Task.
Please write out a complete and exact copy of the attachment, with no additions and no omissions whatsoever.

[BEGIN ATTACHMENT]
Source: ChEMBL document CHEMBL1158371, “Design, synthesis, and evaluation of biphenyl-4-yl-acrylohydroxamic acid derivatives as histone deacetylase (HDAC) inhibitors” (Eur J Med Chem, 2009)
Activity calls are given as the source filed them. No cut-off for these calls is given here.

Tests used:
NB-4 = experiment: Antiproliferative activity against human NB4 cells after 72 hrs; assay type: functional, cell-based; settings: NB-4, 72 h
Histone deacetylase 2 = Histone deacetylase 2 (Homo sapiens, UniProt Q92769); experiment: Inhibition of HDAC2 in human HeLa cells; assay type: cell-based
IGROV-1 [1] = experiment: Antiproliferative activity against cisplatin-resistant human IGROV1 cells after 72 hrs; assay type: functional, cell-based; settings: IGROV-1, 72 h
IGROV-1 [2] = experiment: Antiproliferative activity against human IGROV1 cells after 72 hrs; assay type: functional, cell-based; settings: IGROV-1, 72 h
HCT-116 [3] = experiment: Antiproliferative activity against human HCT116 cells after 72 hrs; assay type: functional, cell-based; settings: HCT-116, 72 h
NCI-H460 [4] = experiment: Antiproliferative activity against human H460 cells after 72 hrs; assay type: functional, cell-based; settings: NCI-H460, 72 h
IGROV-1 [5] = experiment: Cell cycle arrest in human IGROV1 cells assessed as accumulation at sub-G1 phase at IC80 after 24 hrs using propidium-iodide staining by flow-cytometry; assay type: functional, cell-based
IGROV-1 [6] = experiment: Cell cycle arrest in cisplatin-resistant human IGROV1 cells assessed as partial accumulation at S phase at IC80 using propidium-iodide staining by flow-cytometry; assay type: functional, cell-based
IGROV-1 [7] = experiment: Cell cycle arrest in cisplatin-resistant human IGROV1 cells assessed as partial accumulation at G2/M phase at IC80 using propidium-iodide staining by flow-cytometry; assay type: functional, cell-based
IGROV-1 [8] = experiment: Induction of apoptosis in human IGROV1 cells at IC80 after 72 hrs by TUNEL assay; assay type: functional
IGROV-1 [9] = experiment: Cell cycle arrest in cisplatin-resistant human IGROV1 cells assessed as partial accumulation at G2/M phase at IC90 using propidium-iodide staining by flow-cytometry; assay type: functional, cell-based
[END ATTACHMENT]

Source: ChEMBL document CHEMBL1158371, “Design, synthesis, and evaluation of biphenyl-4-yl-acrylohydroxamic acid derivatives as histone deacetylase (HDAC) inhibitors” (Eur J Med Chem, 2009)
Activity calls are given as the source filed them. No cut-off for these calls is given here.

Tests used:
NB-4 = experiment: Antiproliferative activity against human NB4 cells after 72 hrs; assay type: functional, cell-based; settings: NB-4, 72 h
Histone deacetylase 2 = Histone deacetylase 2 (Homo sapiens, UniProt Q92769); experiment: Inhibition of HDAC2 in human HeLa cells; assay type: cell-based
IGROV-1 [1] = experiment: Antiproliferative activity against cisplatin-resistant human IGROV1 cells after 72 hrs; assay type: functional, cell-based; settings: IGROV-1, 72 h
IGROV-1 [2] = experiment: Antiproliferative activity against human IGROV1 cells after 72 hrs; assay type: functional, cell-based; settings: IGROV-1, 72 h
HCT-116 [3] = experiment: Antiproliferative activity against human HCT116 cells after 72 hrs; assay type: functional, cell-based; settings: HCT-116, 72 h
NCI-H460 [4] = experiment: Antiproliferative activity against human H460 cells after 72 hrs; assay type: functional, cell-based; settings: NCI-H460, 72 h
IGROV-1 [5] = experiment: Cell cycle arrest in human IGROV1 cells assessed as accumulation at sub-G1 phase at IC80 after 24 hrs using propidium-iodide staining by flow-cytometry; assay type: functional, cell-based
IGROV-1 [6] = experiment: Cell cycle arrest in cisplatin-resistant human IGROV1 cells assessed as partial accumulation at S phase at IC80 using propidium-iodide staining by flow-cytometry; assay type: functional, cell-based
IGROV-1 [7] = experiment: Cell cycle arrest in cisplatin-resistant human IGROV1 cells assessed as partial accumulation at G2/M phase at IC80 using propidium-iodide staining by flow-cytometry; assay type: functional, cell-based
IGROV-1 [8] = experiment: Induction of apoptosis in human IGROV1 cells at IC80 after 72 hrs by TUNEL assay; assay type: functional
IGROV-1 [9] = experiment: Cell cycle arrest in cisplatin-resistant human IGROV1 cells assessed as partial accumulation at G2/M phase at IC90 using propidium-iodide staining by flow-cytometry; assay type: functional, cell-based